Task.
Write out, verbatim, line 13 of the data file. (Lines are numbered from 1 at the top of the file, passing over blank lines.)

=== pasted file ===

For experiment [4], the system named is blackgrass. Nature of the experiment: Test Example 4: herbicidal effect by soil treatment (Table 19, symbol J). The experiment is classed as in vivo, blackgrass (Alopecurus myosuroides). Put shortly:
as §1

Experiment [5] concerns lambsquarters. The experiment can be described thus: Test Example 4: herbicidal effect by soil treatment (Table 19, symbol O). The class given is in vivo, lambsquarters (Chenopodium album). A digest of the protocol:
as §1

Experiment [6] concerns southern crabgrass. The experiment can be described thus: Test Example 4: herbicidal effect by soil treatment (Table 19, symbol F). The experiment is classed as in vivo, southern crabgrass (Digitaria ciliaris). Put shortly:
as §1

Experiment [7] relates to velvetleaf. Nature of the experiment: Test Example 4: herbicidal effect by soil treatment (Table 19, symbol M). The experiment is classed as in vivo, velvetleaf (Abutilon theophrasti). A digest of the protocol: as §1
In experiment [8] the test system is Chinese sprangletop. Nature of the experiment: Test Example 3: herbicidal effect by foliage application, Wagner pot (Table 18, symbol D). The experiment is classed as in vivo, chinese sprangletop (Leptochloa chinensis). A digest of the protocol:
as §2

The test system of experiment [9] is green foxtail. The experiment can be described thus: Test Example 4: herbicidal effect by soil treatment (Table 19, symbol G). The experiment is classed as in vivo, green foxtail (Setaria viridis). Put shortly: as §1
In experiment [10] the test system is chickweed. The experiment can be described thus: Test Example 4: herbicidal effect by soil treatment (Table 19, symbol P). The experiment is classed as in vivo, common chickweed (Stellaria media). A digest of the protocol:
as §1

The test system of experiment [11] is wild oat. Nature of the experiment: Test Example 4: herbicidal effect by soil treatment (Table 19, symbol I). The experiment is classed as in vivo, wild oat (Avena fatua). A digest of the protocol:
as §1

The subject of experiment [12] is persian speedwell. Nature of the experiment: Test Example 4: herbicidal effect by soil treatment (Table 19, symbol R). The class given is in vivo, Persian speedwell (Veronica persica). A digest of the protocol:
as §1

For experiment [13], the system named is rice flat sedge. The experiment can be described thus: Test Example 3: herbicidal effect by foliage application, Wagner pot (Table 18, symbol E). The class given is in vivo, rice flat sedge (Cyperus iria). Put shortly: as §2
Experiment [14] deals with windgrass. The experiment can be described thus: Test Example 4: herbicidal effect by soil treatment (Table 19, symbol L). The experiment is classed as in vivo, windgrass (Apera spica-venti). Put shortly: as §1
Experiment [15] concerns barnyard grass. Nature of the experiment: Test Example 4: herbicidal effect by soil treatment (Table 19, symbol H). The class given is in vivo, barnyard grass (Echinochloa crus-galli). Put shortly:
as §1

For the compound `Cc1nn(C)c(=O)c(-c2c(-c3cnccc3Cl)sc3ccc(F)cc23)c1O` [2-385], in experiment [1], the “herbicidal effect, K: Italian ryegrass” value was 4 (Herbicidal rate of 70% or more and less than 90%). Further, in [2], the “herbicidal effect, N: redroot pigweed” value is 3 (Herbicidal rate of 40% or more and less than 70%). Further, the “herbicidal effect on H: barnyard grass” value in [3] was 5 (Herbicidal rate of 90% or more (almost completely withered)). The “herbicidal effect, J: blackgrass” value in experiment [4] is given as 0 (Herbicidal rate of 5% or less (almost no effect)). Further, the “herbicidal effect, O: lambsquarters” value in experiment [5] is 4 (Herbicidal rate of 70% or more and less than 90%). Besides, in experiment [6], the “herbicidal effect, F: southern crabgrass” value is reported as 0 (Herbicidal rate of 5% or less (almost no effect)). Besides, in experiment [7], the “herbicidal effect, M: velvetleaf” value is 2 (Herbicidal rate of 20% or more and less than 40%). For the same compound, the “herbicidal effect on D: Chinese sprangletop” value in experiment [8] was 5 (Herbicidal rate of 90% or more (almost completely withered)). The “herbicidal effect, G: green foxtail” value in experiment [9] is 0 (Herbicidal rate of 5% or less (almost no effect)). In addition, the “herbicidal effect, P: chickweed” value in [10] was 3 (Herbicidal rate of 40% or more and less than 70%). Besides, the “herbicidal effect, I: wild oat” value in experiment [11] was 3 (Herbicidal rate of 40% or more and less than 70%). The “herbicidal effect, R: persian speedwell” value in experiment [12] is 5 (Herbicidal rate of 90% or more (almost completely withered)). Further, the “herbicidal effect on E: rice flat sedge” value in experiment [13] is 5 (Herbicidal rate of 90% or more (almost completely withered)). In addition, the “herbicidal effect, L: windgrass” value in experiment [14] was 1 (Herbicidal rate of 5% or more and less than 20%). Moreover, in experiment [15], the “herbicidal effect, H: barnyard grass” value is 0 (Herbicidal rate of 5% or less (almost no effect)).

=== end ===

The test system of experiment [11] is wild oat. Nature of the experiment: Test Example 4: herbicidal effect by soil treatment (Table 19, symbol I). The experiment is classed as in vivo, wild oat (Avena fatua). A digest of the protocol: